Tuesday, 25 December 2007

The story of a corpse in Egtved

As it is christmas time, this short tale told by the mother of a man called Kristen Kabel in the Danish town of Egtved to Evald Tang Kristensen (1843-1929) may be appropriate:

Once when they had dug a grave in the cemetery in Egtved, they found a complete corpse. The coffin had rotted until it crumbled, but the corpse looked as if it had only been a few days since it was put in the ground. It was a man from Torsted, who had been buried for some years, and he had had a girlfriend who lived in a house in Egtved. It was close to christmas, so the corpse was but on a bier up in the church and should lie there during the christmas days, and of course they told the priest of it. But then on christmas eve when the people at the rectory had dined, they began to talk about the corpse, and they promised a crazy old cowherd who wanted a drink, that if he went to the church and gave the corpse a spoonful of porridge, then he would get half a pint of brandy. When he got there and bended over the corpse, it locked its arms around his neck and told him that he should carry it down to a house in Egtved town (the one in which his girlfriend had lived). So when they got there, the dead man knocked on the window, and a woman came and opened for him. Then he asks her if she will stretch out her right hand to him as she had done once before. 'You have sworn by that hand that you would have me, but you didn't keep your promise.' So now she should give him the hand again, but she dared not, and then she ran to the vicar and asked him what to do. He said that she shouldn't give him her hand, but her right glove on a stick. In the meantime, the cowherd was standing with the dead man on his back. So she acted on the vicar's advice, and when she withdrew the stick, the glove was pressed into dust. Then she told the cowherd that he should take the dead man and put him back to where he had taken him. He did, and on christmas day, when people went to church, they were curious to see the corpse, but when they got there, only a bit of dust was left. Now he had found peace.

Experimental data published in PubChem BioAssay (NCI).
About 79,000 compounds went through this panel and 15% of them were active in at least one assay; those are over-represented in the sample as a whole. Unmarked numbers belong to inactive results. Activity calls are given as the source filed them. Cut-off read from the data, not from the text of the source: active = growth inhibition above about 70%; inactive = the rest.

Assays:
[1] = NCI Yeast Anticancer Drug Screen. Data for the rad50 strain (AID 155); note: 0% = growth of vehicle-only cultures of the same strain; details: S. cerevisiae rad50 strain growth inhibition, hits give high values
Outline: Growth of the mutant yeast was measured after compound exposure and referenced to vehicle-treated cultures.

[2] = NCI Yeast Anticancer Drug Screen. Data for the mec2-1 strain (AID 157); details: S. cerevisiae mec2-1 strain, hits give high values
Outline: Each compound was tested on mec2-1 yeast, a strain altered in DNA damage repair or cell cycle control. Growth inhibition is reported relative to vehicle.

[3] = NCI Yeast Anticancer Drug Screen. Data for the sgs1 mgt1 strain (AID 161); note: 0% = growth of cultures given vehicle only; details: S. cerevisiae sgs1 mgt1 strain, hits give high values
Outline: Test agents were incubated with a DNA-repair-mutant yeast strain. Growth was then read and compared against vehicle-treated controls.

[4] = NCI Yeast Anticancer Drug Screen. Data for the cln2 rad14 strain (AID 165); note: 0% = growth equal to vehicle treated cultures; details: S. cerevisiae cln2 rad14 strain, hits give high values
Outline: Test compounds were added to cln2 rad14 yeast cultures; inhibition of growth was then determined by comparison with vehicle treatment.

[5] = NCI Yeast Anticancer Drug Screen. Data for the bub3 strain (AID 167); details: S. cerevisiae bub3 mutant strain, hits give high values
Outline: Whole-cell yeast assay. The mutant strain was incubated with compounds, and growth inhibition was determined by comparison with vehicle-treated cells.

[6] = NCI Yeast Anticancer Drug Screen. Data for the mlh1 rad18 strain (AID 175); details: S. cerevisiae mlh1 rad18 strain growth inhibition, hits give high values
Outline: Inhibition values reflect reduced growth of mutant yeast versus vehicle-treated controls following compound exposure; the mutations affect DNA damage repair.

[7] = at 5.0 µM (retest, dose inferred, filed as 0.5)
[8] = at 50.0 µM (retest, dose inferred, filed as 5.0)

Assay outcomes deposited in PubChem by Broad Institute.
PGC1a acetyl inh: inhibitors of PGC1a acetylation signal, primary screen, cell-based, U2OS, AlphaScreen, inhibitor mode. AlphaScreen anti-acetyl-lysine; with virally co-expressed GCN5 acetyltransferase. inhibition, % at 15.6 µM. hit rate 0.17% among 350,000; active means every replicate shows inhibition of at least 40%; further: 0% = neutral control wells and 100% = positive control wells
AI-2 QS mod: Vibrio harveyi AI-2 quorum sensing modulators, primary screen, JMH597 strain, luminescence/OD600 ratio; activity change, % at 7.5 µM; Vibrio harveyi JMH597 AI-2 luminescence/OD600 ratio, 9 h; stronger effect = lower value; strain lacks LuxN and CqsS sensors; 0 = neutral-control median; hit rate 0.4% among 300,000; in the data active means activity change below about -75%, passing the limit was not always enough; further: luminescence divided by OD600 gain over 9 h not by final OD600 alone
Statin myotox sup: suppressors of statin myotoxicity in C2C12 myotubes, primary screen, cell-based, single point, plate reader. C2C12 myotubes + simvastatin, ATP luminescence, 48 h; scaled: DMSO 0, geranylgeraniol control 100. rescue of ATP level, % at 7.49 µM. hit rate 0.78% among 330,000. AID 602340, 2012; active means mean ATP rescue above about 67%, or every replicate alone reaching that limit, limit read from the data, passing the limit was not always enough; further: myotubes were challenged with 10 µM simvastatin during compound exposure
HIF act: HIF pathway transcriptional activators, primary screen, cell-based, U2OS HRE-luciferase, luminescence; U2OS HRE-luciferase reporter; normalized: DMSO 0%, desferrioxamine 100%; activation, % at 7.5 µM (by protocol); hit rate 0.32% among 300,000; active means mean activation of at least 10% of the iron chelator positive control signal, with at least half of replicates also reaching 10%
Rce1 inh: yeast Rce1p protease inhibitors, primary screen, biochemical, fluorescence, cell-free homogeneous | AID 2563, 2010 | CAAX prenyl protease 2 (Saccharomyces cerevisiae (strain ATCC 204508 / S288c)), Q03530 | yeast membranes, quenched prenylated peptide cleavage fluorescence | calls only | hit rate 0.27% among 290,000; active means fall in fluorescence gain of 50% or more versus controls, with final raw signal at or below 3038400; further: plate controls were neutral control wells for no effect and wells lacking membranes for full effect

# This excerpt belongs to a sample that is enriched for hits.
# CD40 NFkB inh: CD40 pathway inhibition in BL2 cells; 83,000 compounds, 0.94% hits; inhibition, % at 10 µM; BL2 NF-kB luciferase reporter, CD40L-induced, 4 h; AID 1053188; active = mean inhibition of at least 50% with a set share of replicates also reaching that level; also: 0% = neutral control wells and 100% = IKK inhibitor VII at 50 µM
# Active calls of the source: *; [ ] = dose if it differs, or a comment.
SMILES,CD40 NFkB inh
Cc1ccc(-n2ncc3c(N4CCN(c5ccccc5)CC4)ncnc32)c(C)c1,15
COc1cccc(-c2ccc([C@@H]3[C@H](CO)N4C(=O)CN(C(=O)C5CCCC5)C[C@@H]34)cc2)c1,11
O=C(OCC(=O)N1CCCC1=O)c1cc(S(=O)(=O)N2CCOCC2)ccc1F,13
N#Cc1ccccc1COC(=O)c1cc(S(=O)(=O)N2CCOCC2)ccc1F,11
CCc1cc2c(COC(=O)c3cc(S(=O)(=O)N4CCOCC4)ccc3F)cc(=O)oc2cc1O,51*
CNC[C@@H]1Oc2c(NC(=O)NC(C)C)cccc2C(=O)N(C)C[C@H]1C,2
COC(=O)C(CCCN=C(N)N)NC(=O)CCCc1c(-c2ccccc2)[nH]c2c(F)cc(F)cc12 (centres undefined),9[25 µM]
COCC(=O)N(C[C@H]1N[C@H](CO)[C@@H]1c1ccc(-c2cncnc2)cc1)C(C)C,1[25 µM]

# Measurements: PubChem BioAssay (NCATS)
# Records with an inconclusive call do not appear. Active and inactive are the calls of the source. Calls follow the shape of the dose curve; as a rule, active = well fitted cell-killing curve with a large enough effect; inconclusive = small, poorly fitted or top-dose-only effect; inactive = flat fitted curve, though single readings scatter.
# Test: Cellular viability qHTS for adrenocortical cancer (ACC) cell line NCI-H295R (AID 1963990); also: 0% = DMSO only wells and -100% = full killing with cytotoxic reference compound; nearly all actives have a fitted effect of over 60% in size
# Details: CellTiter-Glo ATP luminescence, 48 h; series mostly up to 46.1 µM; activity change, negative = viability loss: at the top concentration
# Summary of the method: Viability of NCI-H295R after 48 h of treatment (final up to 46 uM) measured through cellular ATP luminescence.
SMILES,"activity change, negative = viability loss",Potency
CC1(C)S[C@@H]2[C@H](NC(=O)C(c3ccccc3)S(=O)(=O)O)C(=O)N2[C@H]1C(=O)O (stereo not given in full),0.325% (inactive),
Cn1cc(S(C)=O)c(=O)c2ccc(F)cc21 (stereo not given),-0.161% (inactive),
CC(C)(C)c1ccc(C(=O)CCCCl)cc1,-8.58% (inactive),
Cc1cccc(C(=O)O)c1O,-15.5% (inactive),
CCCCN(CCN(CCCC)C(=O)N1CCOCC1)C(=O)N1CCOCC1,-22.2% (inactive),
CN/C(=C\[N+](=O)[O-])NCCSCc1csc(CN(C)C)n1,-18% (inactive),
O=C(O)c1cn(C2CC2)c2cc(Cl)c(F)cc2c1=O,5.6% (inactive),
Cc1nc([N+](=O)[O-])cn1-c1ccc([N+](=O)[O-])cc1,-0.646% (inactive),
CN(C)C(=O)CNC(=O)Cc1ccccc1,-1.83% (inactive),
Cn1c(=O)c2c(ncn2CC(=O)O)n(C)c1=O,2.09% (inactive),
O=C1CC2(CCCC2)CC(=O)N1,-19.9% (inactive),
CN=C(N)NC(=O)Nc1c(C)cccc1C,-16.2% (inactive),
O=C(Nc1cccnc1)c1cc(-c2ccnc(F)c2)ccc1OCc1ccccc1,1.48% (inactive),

The story is no. 902 in volume 5 (concerned with stories of ghosts and haunting) of Evald Tang Kristensen's famous collection of Danish folklore, Danske Sagn som de har lydt i Folkemunde. The volume was originally published in 1897. The translation is mine.

Egtved is a town in Jutland in Denmark which is famous for the find of a Bronze age woman, the so-called Egtved girl. Pictures and information (in Danish) on the church and cemetery in Egtved is available here.

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